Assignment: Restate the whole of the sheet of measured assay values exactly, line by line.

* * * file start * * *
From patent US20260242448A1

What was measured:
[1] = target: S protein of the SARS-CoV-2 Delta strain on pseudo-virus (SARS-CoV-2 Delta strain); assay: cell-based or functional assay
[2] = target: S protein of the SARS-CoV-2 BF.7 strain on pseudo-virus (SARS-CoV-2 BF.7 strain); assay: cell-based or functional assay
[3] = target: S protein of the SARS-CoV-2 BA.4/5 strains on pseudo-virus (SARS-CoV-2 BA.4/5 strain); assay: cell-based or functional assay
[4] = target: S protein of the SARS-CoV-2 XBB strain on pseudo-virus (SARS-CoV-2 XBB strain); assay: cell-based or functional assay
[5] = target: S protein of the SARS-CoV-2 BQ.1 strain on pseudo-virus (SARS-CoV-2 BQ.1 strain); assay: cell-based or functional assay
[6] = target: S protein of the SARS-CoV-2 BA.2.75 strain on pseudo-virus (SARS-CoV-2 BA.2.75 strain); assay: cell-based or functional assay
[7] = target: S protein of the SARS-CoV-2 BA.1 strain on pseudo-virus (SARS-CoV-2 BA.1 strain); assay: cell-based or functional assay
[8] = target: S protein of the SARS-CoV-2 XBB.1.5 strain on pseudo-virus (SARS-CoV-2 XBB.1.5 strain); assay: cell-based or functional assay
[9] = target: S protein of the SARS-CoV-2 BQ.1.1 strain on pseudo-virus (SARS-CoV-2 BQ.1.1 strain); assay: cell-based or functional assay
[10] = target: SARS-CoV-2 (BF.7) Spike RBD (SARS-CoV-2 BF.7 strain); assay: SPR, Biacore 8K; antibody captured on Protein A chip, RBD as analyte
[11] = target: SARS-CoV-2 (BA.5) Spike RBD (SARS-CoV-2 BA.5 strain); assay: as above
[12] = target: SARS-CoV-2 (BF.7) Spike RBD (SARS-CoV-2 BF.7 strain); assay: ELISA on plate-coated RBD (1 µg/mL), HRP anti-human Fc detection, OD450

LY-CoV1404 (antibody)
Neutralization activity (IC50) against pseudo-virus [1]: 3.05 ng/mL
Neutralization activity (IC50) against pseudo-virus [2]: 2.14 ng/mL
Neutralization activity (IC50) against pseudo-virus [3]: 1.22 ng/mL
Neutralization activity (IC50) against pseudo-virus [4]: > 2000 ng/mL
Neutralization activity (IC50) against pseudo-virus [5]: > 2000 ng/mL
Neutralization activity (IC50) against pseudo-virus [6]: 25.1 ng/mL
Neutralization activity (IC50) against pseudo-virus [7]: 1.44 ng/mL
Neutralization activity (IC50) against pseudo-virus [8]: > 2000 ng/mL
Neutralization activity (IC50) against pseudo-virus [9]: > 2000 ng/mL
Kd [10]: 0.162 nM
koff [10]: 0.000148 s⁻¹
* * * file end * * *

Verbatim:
From patent US20260242448A1

What was measured:
[1] = target: S protein of the SARS-CoV-2 Delta strain on pseudo-virus (SARS-CoV-2 Delta strain); assay: cell-based or functional assay
[2] = target: S protein of the SARS-CoV-2 BF.7 strain on pseudo-virus (SARS-CoV-2 BF.7 strain); assay: cell-based or functional assay
[3] = target: S protein of the SARS-CoV-2 BA.4/5 strains on pseudo-virus (SARS-CoV-2 BA.4/5 strain); assay: cell-based or functional assay
[4] = target: S protein of the SARS-CoV-2 XBB strain on pseudo-virus (SARS-CoV-2 XBB strain); assay: cell-based or functional assay
[5] = target: S protein of the SARS-CoV-2 BQ.1 strain on pseudo-virus (SARS-CoV-2 BQ.1 strain); assay: cell-based or functional assay
[6] = target: S protein of the SARS-CoV-2 BA.2.75 strain on pseudo-virus (SARS-CoV-2 BA.2.75 strain); assay: cell-based or functional assay
[7] = target: S protein of the SARS-CoV-2 BA.1 strain on pseudo-virus (SARS-CoV-2 BA.1 strain); assay: cell-based or functional assay
[8] = target: S protein of the SARS-CoV-2 XBB.1.5 strain on pseudo-virus (SARS-CoV-2 XBB.1.5 strain); assay: cell-based or functional assay
[9] = target: S protein of the SARS-CoV-2 BQ.1.1 strain on pseudo-virus (SARS-CoV-2 BQ.1.1 strain); assay: cell-based or functional assay
[10] = target: SARS-CoV-2 (BF.7) Spike RBD (SARS-CoV-2 BF.7 strain); assay: SPR, Biacore 8K; antibody captured on Protein A chip, RBD as analyte
[11] = target: SARS-CoV-2 (BA.5) Spike RBD (SARS-CoV-2 BA.5 strain); assay: as above
[12] = target: SARS-CoV-2 (BF.7) Spike RBD (SARS-CoV-2 BF.7 strain); assay: ELISA on plate-coated RBD (1 µg/mL), HRP anti-human Fc detection, OD450

LY-CoV1404 (antibody)
Neutralization activity (IC50) against pseudo-virus [1]: 3.05 ng/mL
Neutralization activity (IC50) against pseudo-virus [2]: 2.14 ng/mL
Neutralization activity (IC50) against pseudo-virus [3]: 1.22 ng/mL
Neutralization activity (IC50) against pseudo-virus [4]: > 2000 ng/mL
Neutralization activity (IC50) against pseudo-virus [5]: > 2000 ng/mL
Neutralization activity (IC50) against pseudo-virus [6]: 25.1 ng/mL
Neutralization activity (IC50) against pseudo-virus [7]: 1.44 ng/mL
Neutralization activity (IC50) against pseudo-virus [8]: > 2000 ng/mL
Neutralization activity (IC50) against pseudo-virus [9]: > 2000 ng/mL
Kd [10]: 0.162 nM
koff [10]: 0.000148 s⁻¹